UPDATED: Senate acts on federal relief funding
UPDATE – June 15:
The Senate took quick action this morning, unanimously passing a substitute version of HB 4421 that primarily does what we’ve been requesting for months – send federal COVID relief funding owed to districts immediately. This is a BIG win for Michigan schools – if the House concurs with the Senate’s version of HB 4421, more than $4 billion in federal relief funding will finally flow to the students and educators that desperately need these resources.
Of note related to yesterday’s update below:
- Districts that did not qualify for the $450 equalization funding due to in-person learning requirements earlier this year could reapply for those dollars under this bill.
- There is NO new equalization funding for districts getting less COVID relief under the federal Title I based formula – MEA is continuing to advocate for these funds to be allocated out of new state revenues.
- There were no voucher-style programs included in this bill. The Senate did not appropriate the remaining 10% of the ESSER III funds (about $370 million), so further discussion about this and other programs are still likely.
Original story – June 14:
Despite billions of dollars being available between federal COVID relief funding and strong state tax revenues for education, the Legislature must still act to get these funds to the students, educators and schools that need them.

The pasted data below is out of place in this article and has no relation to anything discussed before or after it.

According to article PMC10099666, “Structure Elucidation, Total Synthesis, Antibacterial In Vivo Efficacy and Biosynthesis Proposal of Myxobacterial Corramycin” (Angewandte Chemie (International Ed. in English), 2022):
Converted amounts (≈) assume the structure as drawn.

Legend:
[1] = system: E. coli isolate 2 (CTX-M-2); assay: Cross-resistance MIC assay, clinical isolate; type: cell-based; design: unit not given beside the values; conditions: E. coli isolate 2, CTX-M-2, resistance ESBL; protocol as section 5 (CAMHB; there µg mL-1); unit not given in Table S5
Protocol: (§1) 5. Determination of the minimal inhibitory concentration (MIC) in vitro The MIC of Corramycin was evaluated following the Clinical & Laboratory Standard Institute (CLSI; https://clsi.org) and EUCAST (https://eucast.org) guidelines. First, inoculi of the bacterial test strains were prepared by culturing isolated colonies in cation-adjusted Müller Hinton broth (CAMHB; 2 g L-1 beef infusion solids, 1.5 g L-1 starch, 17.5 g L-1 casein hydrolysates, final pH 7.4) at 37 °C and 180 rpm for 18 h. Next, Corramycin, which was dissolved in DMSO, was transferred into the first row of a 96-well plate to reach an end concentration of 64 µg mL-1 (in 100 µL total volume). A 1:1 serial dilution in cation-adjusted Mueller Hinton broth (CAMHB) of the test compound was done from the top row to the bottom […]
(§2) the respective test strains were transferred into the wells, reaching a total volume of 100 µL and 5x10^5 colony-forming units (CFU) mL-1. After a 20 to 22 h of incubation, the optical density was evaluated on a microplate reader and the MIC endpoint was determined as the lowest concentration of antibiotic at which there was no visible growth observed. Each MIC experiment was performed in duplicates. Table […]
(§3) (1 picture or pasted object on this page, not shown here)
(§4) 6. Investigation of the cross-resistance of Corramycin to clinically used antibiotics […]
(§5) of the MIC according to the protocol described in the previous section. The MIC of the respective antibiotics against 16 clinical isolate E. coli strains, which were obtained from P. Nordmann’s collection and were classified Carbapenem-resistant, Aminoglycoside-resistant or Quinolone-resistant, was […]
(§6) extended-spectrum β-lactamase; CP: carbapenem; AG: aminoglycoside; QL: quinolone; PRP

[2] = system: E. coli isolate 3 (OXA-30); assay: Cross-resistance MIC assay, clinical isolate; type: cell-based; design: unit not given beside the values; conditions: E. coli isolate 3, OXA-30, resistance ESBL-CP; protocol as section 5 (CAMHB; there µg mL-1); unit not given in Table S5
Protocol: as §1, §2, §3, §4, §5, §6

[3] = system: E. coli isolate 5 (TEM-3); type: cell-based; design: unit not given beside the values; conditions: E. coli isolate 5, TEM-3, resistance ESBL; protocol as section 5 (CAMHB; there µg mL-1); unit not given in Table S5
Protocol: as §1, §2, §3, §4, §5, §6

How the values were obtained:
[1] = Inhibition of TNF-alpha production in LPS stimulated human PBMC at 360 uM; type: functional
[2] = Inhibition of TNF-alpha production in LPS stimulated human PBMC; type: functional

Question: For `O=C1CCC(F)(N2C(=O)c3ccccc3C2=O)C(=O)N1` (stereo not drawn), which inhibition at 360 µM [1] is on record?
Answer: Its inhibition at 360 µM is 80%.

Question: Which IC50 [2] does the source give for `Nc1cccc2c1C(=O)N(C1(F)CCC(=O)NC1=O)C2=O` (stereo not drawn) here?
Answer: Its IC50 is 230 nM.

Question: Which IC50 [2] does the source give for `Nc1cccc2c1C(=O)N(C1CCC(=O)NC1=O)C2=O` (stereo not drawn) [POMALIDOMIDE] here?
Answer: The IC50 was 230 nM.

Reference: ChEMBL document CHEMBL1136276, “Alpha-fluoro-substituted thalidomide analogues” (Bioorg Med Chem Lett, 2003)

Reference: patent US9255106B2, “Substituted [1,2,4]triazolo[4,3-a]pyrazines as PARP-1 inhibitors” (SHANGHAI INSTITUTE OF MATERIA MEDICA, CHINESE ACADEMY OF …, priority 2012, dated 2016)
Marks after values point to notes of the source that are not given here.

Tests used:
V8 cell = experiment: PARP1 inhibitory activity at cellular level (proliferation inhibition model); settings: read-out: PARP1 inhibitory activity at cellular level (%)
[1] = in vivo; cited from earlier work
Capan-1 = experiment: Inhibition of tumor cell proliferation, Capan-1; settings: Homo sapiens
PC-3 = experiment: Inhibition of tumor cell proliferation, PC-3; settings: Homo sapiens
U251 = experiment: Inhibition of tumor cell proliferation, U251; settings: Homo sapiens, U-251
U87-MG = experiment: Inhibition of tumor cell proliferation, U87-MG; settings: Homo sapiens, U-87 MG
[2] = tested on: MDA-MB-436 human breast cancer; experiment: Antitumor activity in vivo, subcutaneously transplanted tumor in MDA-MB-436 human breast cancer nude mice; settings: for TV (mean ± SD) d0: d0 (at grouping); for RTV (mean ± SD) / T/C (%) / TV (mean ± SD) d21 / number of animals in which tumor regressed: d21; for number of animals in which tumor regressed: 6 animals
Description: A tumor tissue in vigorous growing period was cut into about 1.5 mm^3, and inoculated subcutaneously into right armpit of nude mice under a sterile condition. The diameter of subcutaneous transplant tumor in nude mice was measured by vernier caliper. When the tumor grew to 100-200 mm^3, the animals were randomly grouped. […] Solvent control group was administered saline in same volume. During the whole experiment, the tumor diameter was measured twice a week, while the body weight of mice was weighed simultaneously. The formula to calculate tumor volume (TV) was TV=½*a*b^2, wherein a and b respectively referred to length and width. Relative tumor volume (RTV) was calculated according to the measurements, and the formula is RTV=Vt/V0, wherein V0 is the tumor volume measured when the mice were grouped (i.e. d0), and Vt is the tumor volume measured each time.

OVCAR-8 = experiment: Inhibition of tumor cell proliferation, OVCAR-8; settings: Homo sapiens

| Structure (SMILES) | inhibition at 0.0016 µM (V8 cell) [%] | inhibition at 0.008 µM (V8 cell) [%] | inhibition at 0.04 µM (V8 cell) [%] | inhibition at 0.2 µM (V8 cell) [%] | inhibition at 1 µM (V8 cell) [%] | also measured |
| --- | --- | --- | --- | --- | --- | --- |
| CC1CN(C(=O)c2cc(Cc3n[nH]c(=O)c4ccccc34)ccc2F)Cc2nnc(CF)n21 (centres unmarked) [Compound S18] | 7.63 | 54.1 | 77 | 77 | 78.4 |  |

Pending in the State Senate is HB 4421, which the House passed to distribute more than $4 billion in federal funds passed by Congress to help schools and students navigate the pandemic. Go to www.MiSchoolRelief.com to find how much your district is owed and contact your state senator to urge them to distribute those funds as intended.
When the House passed HB 4421, it included equalization funding for districts that were getting lower amounts of federal funding under the Title I distribution formula. Last week’s announcement that state tax revenues were up $280 million for schools reinforces that such equalization funding is possible – if you’re in one of these districts, be sure to contact your lawmakers to advocate for the equalization funding.
Discussions are also continuing around the state education budget for next school year, which includes more than $1 billion in state revenue available to increase funding. Gov. Whitmer released her priorities for those funds earlier in June. Current state law requires that the budget be done by July 1, but a bill was recently introduced that would extend that deadline – the state’s new fiscal year begins October 1, by which time a budget must be adopted for 2021-22.